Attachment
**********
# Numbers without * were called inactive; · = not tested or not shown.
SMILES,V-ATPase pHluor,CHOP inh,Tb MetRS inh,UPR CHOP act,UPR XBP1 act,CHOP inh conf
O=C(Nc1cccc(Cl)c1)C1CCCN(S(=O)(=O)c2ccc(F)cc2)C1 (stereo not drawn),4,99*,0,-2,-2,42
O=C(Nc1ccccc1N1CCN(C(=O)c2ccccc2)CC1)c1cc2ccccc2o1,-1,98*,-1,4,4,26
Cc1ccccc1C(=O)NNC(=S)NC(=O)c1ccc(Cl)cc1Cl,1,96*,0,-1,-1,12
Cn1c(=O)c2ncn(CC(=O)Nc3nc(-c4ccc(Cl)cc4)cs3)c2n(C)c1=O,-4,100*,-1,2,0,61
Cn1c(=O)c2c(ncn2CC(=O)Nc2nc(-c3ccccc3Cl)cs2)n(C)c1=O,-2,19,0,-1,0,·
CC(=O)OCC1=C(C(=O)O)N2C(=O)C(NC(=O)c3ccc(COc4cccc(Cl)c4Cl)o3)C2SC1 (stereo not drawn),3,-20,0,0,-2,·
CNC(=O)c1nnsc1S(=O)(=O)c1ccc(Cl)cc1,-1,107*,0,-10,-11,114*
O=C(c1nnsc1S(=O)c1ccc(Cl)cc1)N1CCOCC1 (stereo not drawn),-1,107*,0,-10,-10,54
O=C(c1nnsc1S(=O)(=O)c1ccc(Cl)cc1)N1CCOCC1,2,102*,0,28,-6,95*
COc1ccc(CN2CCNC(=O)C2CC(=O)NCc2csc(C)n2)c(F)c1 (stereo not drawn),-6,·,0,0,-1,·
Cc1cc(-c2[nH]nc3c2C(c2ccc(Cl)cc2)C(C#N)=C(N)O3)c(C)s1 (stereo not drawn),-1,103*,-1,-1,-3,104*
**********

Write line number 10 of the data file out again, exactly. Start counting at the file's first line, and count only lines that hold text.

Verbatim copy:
O=C(c1nnsc1S(=O)c1ccc(Cl)cc1)N1CCOCC1 (stereo not drawn),-1,107*,0,-10,-10,54